Angela Merkel is expected to fly to Ireland to discuss with PM Varadkar about preparations should a no-deal Brexit occur. Chancellor Merkel’s support is critical to PM May’s plans should she seek another Brexit extension. On June 23rd, 2016, Britain narrowly voted to leave the European Union (EU), stunning...
Angela Merkel is expected to fly to Ireland to discuss with PM Varadkar about preparations should a no-deal Brexit occur. Chancellor Merkel’s support is critical to PM May’s plans should she seek another Brexit extension.
On June 23rd, 2016, Britain narrowly voted to leave the European Union (EU), stunning Europe and the world. The EU employs a set of policies for its 28-member states that aim to ensure the free movement of people, goods and trade among other services. Britain is deeply intertwined with the inner-workings of the EU, especially with regard to trade.
Prime Minister Theresa May’s leadership in the negotiations has been heavily criticised. She has been unable to form a consensus within the Parliament, or even in her own party, for the course of Brexit. Her “directionless” leadership has not convinced most of her peers in Westminster and she was challenged by a no-confidence motion in early December 2018, which she narrowly won. Despite the PM’s efforts, the British parliament is yet to accept the proposed Brexit agreement. Irrespective of whether they had arrived at a deal or not, the UK was officially set to leave on March 29, 2019, although the EU has currently extended the hard deadline till April 12, 2019.
Diplomats in Brussels and London have already begun a blame-game in aid of securing public perception against the other. From the moment Britain triggered the two-year Article 50 clock on its departure in March 2017, the “cliff-edge” threat has been used by Brussels negotiators, both to exert pressure and kick-start national planning for the worst. Two of the largest sticking points in the negotiations in relation to a no-deal Brexit — the Northern Ireland border and the hole left in the EU budget from missing UK contributions — have still largely been sidestepped in public EU preparations.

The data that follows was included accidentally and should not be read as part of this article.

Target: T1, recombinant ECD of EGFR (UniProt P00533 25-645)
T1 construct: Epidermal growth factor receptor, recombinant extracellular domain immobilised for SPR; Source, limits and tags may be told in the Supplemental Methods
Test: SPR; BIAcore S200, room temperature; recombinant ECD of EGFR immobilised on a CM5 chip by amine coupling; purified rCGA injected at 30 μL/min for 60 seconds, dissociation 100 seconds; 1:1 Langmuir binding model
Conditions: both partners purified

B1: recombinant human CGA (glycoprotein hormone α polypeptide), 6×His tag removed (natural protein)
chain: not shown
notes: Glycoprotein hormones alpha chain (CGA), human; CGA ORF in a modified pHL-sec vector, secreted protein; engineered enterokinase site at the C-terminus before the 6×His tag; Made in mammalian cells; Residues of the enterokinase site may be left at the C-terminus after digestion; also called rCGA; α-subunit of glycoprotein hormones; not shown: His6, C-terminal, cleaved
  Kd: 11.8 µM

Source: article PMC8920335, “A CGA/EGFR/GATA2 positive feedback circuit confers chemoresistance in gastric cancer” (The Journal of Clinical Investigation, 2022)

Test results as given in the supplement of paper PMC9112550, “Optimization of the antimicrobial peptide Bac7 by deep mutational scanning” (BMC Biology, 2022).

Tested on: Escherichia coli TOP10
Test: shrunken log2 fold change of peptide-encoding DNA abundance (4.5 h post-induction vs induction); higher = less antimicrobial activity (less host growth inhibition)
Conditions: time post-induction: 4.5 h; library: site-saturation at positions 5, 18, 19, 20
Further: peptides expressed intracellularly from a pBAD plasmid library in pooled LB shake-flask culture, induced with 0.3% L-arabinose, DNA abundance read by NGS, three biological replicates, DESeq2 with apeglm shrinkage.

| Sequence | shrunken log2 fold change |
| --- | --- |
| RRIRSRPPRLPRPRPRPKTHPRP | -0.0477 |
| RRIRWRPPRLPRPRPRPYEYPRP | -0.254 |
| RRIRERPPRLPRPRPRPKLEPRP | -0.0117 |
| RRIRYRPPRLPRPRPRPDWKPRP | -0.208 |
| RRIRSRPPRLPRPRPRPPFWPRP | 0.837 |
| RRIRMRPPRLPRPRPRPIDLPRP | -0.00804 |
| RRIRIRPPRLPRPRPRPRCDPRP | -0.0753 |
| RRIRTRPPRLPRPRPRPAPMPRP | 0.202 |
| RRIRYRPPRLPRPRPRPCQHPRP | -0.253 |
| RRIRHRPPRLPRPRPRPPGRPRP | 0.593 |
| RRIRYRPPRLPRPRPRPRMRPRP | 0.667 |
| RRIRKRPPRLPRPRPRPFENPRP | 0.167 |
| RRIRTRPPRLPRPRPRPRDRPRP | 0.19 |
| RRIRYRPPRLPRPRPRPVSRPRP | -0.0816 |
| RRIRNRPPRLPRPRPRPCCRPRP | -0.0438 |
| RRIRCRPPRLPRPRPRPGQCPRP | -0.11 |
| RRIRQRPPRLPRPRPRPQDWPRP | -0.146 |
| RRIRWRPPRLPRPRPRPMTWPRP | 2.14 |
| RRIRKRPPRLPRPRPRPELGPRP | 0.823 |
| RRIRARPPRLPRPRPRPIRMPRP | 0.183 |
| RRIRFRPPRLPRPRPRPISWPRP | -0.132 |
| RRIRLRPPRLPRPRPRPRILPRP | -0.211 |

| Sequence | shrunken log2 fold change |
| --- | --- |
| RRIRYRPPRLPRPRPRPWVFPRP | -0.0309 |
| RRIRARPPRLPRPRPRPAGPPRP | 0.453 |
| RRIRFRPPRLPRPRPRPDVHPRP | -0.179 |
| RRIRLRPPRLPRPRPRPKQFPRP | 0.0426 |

In upcoming weeks German Chancellor, Angela Merkel will undertake a significant intervention in the Brexit process aimed at securing the EU’s position in the immediate aftermath of a potential no-deal Brexit. Scheduled to meet Irish PM Leo Varadkar in Dublin, Chancellor Merkel will demand a plan to ensure the protection of Ireland’s border with the UK. The move comes as relations between the UK and EU have hit a new low after repeated rejections of May’s Brexit deals in parliament.
PM May is likely to make a fourth attempt to secure Parliament’s approval for her deal. Her cabinet has remained split on the issue, with some calling for her to take the UK out of the EU with or without a deal come April 12, while others have threatened to quit should she adopt such a policy. Another course of action for PM May is to call a general election in the hopes that it will break the current deadlock over Brexit.
However, for EU leaders, dealing with all potential outcomes is of primordial importance. One of the most pertinent issues that is gaining increasing attention is the lack of preparation to secure the only physical land boundary between the EU and the UK; Ireland. Chancellor Merkel represents one of the few governments that are willing to give more time to Britain should no deal materialise before April 12. If PM May calls a snap election, Britain will most likely need such an extension. However, this may be a tough uphill battle as such an extension would require unanimous approval among all EU states, and several leaders including French President Emmanuel Macron have argued against such a move. For EU leaders, limiting damage to the rest of Europe is now the priority of the union. The EU has repeatedly proposed a “backstop” arrangement which is intended to help prevent the need for a physical boundary in Ireland by keeping the UK in a customs union until a better solution is found, which has been repeatedly rejected by parliament.
Such a physical boundary brings back painful memories of decades of violence between Northern Ireland and the Republic of Ireland. This hard border is simply not an option for PM Varadkar’s government. EU officials are said to be looking into whether checks on the flow of goods can happen as far away from the border as possible.
Our assessment is that Chancellor Merkel is likely to take a more central role in UK-EU negotiations in upcoming weeks as the crisis reaches a fever-pitch. We believe that the Ireland question needs urgent addressing, in order to negate any possibility of physical violence. We also believe that in order for PM May to secure a Brexit extension longer than April 12, she will need to support of Angela Merkel to help sway 26 other EU leaders.